Frequently Asked Questions (FAQs) on Section 1031 Exchanges

Frequently Asked Questions (FAQs) on Section 1031 Exchanges

Under Internal Revenue Code (IRC) Section 1031, a taxpayer may be able to defer capital gains taxes on certain qualifying property if he or she finds a ‘like kind’ replacement. If you are selling investment property, income-producing real estate, or business property for a net gain, you qualify for a Section 1031 exchange. Here, our top-rated Dallas real estate finance lawyers answer some of the most commonly asked questions about Section 1031 tax deferred exchanges.

What is a Section 1031 Exchange?

 A Section 1031 exchange allows taxpayers to dispose of certain real property and exchange it for other so-called ‘like kind” property. In doing so, the taxpayer can defer federal capital gains tax liability.

As an example, imagine that a commercial real estate investor purchased a property for $500,000. Five years later, the investor wants to sell the property for $750,000. With a straightforward sale, that investor would be forced to recognize the $250,000 gain, and then pay capital gains taxes.

However, through a Section 1031 exchange, the investor could potentially obtain a ‘like kind’ replacement property. When done properly in accordance with IRS regulations, this exchange will allow the taxpayer to defer that capital gains tax liability. This is the primary benefit of a Section 1031 exchange.

 Are There Any Drawbacks to Doing a 1031 Tax Deferred Exchange?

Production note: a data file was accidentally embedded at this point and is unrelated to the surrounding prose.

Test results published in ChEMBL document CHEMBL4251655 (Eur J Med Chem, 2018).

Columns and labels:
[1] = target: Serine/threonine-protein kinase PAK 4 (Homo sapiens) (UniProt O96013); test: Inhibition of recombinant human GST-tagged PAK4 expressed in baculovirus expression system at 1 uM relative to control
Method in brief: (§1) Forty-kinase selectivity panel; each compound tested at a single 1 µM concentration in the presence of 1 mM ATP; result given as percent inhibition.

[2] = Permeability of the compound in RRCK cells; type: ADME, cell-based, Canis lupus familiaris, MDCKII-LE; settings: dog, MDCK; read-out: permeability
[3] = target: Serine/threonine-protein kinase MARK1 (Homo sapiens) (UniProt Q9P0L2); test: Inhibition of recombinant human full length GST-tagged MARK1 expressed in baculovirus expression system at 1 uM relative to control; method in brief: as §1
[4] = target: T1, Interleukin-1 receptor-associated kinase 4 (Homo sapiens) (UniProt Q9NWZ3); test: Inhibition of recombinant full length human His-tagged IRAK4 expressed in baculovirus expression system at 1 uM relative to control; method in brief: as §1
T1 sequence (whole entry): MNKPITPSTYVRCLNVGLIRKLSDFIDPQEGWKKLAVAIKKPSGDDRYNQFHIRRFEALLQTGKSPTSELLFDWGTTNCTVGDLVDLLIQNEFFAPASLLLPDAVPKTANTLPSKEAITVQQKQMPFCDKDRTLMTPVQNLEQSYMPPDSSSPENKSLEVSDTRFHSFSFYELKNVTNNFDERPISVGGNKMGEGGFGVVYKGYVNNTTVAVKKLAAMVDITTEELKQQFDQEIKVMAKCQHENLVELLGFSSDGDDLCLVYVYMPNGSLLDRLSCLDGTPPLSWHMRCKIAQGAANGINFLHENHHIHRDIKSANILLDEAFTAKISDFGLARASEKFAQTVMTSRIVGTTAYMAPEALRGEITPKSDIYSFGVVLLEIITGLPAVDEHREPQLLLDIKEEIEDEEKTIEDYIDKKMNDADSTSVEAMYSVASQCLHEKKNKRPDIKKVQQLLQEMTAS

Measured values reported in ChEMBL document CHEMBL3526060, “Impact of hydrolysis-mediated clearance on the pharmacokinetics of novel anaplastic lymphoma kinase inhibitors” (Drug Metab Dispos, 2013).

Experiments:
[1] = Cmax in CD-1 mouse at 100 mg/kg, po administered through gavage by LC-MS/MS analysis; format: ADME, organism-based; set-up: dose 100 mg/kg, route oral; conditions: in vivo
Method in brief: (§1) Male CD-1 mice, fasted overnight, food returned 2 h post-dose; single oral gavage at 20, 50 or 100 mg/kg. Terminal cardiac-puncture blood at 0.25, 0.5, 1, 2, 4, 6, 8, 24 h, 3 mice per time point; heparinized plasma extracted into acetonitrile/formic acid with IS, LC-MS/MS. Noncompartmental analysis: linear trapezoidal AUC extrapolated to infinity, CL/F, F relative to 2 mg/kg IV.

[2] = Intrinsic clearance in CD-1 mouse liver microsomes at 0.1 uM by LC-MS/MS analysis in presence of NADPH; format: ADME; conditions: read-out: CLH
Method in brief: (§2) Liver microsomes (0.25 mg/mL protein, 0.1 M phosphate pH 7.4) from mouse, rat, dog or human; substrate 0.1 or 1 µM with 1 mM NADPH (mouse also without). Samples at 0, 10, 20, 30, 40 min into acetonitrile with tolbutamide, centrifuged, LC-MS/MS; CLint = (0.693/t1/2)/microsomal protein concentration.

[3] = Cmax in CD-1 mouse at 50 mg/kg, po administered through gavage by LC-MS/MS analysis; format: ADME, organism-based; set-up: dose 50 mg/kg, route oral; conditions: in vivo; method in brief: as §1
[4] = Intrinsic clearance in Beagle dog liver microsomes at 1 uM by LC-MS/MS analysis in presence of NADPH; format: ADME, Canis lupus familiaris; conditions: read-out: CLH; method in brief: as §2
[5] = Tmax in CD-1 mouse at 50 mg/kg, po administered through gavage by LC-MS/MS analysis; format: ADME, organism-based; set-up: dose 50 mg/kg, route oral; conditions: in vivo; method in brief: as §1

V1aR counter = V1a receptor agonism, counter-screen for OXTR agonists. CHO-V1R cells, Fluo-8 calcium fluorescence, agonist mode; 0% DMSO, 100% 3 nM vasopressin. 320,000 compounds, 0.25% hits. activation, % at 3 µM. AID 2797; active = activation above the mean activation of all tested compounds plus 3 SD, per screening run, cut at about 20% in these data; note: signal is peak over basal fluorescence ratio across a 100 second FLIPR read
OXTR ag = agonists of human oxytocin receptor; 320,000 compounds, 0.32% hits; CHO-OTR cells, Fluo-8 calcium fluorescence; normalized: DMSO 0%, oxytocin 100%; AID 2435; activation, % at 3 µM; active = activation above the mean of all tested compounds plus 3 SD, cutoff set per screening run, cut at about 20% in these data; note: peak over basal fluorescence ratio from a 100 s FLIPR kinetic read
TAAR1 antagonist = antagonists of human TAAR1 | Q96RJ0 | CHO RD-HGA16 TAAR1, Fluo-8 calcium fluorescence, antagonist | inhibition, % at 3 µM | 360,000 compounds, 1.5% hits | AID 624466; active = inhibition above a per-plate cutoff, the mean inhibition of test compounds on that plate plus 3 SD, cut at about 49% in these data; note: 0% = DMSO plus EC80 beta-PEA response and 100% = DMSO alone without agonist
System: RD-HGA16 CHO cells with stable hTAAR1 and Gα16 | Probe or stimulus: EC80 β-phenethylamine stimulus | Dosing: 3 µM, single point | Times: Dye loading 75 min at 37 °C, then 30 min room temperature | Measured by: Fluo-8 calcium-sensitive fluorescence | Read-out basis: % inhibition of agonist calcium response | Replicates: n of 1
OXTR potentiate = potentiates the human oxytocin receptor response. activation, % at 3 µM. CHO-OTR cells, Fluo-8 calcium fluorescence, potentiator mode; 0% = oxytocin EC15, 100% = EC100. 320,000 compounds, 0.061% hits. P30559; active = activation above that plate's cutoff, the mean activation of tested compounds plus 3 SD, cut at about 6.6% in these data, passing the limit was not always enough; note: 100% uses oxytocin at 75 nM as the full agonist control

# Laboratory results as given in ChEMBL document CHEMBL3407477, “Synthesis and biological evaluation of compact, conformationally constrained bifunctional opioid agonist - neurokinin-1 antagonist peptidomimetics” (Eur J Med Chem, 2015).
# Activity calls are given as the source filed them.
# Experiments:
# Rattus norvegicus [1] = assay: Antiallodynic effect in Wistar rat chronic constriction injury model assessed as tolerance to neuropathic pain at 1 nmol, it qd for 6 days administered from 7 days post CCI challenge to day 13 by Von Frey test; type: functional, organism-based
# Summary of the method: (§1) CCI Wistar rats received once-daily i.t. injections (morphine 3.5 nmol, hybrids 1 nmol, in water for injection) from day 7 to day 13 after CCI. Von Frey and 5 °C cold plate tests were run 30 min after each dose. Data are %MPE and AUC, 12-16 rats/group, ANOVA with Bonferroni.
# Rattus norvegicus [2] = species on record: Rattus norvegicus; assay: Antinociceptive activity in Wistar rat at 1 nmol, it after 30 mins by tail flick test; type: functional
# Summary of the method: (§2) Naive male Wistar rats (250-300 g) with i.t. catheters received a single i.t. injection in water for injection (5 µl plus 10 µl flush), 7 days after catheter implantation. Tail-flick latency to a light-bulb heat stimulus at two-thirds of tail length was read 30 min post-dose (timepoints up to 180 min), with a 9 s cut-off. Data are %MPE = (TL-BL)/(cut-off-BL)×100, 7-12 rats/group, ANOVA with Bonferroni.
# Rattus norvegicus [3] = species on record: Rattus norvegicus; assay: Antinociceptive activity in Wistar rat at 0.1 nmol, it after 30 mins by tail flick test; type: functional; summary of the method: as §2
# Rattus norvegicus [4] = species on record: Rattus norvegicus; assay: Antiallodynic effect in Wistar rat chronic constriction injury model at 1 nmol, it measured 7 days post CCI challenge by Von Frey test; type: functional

Depending on your specific circumstances, a Section 1031 tax deferred exchange may simply not be advisable. Most notably, if you suffered an actual loss on real property, you would almost certainly want to recognize that loss on your taxes. If you are considering the viability of a Section 1031 exchange, you should consult with an experienced Dallas, TX commercial real estate lawyer.

Can Any Property be Exchanged Under Section 1031?

 No. There are limits on what property qualifies for an exchange under Section 1031. Specifically, the property in question must not be used for primarily residential or personal purposes. In other words, investment property, income-producing property, and business property are the type of property that can qualify for a Section 1031 exchange.

How Long do I Have to Act?

 Under Internal Revenue Service’s regulations, Section 1031 exchanges are subject to strict deadlines. Replacement property must be identified with 45 days and the exchange itself (the actual purchase of real property) must be finalized in 180 days. If you fail to take action without the appropriate deadlines, your exchange is unlikely to be allowed. For this and other reasons, it is crucial that you speak to a lawyer as soon as possible.

Did the 2017 Tax Reform Bill Impact Section 1031?

Yes. Prior the passage of the Tax Cuts and Jobs Act of 2017, most property qualified for potential tax deferred treatment under Section 1031. This is no longer true. The law has been reformed to limit Section 1031 to real property (real estate).

Get Help from a Dallas Commercial Real Estate Transactions Lawyer Today

At Bennett, Weston, LaJone & Turner, P.C., our real estate finance lawyers have extensive experience handling deferred like-kind exchanges under Section 1031. We are prepared to help you, or your business protect your legal rights and financial interests. To set up a confidential consultation, please do not hesitate to call our Dallas law office today at (214) 691-1776 or toll-free at (888) 991-1776.

2019-01-30T15:36:47-05:00December 30th, 2018|Real Estate|
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